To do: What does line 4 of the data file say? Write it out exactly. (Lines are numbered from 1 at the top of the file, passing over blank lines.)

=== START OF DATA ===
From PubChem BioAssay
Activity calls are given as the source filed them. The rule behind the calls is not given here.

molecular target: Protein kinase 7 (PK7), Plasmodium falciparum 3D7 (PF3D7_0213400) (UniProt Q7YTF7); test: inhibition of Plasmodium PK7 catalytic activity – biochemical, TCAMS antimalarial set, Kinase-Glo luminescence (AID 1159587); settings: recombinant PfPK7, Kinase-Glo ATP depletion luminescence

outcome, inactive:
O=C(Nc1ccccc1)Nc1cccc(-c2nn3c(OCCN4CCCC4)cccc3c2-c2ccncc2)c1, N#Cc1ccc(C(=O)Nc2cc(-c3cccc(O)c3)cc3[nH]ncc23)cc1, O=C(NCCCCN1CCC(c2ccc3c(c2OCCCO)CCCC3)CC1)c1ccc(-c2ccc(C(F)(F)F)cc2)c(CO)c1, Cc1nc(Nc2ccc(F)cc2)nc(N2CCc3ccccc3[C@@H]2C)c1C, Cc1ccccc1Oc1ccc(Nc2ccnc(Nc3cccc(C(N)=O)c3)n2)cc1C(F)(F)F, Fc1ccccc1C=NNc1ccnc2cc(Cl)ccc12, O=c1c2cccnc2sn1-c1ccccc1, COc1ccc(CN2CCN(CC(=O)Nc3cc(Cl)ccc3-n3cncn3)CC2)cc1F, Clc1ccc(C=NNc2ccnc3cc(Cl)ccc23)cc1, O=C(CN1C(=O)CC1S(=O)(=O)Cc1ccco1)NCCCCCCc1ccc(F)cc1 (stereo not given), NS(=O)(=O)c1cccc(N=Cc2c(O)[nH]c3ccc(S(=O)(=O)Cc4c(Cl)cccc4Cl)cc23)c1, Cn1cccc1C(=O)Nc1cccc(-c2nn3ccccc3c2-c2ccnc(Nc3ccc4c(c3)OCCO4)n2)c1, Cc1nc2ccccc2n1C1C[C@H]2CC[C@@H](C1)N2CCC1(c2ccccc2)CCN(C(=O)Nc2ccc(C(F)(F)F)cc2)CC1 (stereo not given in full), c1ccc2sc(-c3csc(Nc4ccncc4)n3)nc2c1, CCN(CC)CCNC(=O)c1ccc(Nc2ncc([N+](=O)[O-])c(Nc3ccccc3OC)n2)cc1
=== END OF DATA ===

outcome, inactive: